|New International Version (©2011)|
Brothers and sisters, we do not want you to be uninformed about those who sleep in death, so that you do not grieve like the rest of mankind, who have no hope.
New Living Translation (©2007)
And now, dear brothers and sisters, we want you to know what will happen to the believers who have died so you will not grieve like people who have no hope.
English Standard Version (©2001)
But we do not want you to be uninformed, brothers, about those who are asleep, that you may not grieve as others do who have no hope.
New American Standard Bible (©1995)
But we do not want you to be uninformed, brethren, about those who are asleep, so that you will not grieve as do the rest who have no hope.
King James Bible (Cambridge Ed.)
But I would not have you to be ignorant, brethren, concerning them which are asleep, that ye sorrow not, even as others which have no hope.
Holman Christian Standard Bible (©2009)
We do not want you to be uninformed, brothers, concerning those who are asleep, so that you will not grieve like the rest, who have no hope.
International Standard Version (©2012)
But we do not want you to be ignorant, brothers, about those who have died, so that you may not grieve like other people who have no hope.
NET Bible (©2006)
Now we do not want you to be uninformed, brothers and sisters, about those who are asleep, so that you will not grieve like the rest who have no hope.
Aramaic Bible in Plain English (©2010)
I want you to know my brethren, that you should not have sorrow for those who are asleep, as do the rest of mankind who have no hope.
GOD'S WORD® Translation (©1995)
Brothers and sisters, we don't want you to be ignorant about those who have died. We don't want you to grieve like other people who have no hope.
King James 2000 Bible (©2003)
But I would not have you to be ignorant, brethren, concerning them who are asleep, that you sorrow not, even as others who have no hope.
American King James Version
But I would not have you to be ignorant, brothers, concerning them which are asleep, that you sorrow not, even as others which have no hope.
American Standard Version
But we would not have you ignorant, brethren, concerning them that fall asleep; that ye sorrow not, even as the rest, who have no hope.
And we will not have you ignorant, brethren, concerning them that are asleep, that you be not sorrowful, even as others who have no hope.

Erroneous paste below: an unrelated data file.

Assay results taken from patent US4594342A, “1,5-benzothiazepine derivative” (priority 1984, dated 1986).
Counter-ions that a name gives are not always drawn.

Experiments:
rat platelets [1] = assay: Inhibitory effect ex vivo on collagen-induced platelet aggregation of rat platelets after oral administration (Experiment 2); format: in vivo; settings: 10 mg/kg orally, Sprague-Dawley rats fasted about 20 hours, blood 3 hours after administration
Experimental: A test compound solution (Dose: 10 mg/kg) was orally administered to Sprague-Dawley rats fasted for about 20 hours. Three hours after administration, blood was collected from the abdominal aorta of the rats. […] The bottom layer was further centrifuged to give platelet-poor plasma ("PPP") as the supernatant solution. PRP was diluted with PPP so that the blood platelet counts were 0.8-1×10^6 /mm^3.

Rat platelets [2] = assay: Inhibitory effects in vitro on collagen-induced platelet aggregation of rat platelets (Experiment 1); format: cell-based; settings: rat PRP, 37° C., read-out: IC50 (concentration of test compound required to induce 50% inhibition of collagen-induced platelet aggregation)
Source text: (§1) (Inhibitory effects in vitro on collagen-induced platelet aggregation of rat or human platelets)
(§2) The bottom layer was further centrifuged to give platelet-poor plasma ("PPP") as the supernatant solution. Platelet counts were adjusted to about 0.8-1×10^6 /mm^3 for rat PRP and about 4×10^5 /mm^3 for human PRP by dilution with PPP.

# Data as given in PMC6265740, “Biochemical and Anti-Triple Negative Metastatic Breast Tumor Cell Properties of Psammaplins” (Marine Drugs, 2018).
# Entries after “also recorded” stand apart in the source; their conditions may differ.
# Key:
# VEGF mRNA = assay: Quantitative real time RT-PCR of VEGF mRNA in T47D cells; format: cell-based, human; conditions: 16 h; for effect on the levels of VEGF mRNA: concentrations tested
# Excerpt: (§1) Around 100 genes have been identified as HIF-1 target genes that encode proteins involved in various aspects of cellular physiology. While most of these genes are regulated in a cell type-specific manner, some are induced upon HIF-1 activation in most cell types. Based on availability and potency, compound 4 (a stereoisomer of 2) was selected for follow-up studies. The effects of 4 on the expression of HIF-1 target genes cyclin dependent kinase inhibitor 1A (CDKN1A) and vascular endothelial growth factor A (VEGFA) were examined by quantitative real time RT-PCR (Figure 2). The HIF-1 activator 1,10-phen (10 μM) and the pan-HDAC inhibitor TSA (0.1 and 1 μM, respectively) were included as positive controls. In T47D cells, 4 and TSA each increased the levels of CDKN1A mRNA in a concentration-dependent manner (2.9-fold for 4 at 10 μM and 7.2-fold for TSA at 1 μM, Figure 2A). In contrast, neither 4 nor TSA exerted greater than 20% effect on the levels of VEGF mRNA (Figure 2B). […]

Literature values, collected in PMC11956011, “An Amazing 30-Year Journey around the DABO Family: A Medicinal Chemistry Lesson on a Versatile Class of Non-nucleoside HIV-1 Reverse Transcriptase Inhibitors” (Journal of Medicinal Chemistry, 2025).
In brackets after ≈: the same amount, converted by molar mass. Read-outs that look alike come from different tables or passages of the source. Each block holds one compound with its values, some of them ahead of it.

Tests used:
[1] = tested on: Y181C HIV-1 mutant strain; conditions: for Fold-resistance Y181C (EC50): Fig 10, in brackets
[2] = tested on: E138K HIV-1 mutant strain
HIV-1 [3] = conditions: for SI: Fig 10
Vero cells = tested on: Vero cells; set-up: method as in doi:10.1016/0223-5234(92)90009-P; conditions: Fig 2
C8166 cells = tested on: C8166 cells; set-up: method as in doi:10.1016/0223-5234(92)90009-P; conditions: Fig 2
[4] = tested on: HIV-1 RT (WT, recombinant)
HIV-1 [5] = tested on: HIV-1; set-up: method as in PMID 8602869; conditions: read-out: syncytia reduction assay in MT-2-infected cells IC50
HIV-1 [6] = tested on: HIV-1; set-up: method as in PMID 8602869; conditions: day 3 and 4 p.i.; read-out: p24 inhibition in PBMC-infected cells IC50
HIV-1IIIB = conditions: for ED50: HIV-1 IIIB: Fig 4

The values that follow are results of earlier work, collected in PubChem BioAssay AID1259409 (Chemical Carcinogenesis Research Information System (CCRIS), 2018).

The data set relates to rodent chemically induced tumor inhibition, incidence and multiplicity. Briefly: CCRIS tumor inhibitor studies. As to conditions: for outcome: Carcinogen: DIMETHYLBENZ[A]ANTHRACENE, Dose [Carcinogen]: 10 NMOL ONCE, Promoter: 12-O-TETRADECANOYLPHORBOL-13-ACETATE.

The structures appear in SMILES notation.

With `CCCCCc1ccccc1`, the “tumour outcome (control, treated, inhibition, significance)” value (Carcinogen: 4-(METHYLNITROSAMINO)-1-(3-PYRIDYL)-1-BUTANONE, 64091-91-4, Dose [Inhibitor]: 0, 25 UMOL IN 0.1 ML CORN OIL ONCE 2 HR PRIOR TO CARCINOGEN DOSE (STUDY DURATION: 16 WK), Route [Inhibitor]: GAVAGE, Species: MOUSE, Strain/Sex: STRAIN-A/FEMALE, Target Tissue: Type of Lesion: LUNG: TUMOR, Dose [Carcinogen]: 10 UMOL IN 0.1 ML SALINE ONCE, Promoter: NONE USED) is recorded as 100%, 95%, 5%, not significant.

Darby Bible Translation
But we do not wish you to be ignorant, brethren, concerning them that are fallen asleep, to the end that ye be not grieved even as also the rest who have no hope.
English Revised Version
But we would not have you ignorant, brethren, concerning them that fall asleep; that ye sorrow not, even as the rest, which have no hope.
Webster's Bible Translation
But I would not have you to be ignorant, brethren, concerning them who are asleep, that ye sorrow not, even as others who have no hope.
Weymouth New Testament
Now, concerning those who from time to time pass away, we would not have you to be ignorant, brethren, lest you should mourn as others do who have no hope.
World English Bible
But we don't want you to be ignorant, brothers, concerning those who have fallen asleep, so that you don't grieve like the rest, who have no hope.
Young's Literal Translation
And I do not wish you to be ignorant, brethren, concerning those who have fallen asleep, that ye may not sorrow, as also the rest who have not hope,
|Matthew Henry's Concise Commentary|
4:13-18 Here is comfort for the relations and friends of those who die in the Lord. Grief for the death of friends is lawful; we may weep for our own loss, though it may be their gain. Christianity does not forbid, and grace does not do away, our natural affections. Yet we must not be excessive in our sorrows; this is too much like those who have no hope of a better life. Death is an unknown thing, and we know little about the state after death; yet the doctrines of the resurrection and the second coming of Christ, are a remedy against the fear of death, and undue sorrow for the death of our Christian friends; and of these doctrines we have full assurance. It will be some happiness that all the saints shall meet, and remain together for ever; but the principal happiness of heaven is to be with the Lord, to see him, live with him, and enjoy him for ever. We should support one another in times sorrow; not deaden one another's spirits, or weaken one another's hands. And this may be done by the many lessons to be learned from the resurrection of the dead, and the second coming of Christ. What! comfort a man by telling him he is going to appear before the judgment-seat of God! Who can feel comfort from those words? That man alone with whose spirit the Spirit of God bears witness that his sins are blotted out, and the thoughts of whose heart are purified by the Holy Spirit, so that he can love God, and worthily magnify his name. We are not in a safe state unless it is thus with us, or we are desiring to be so.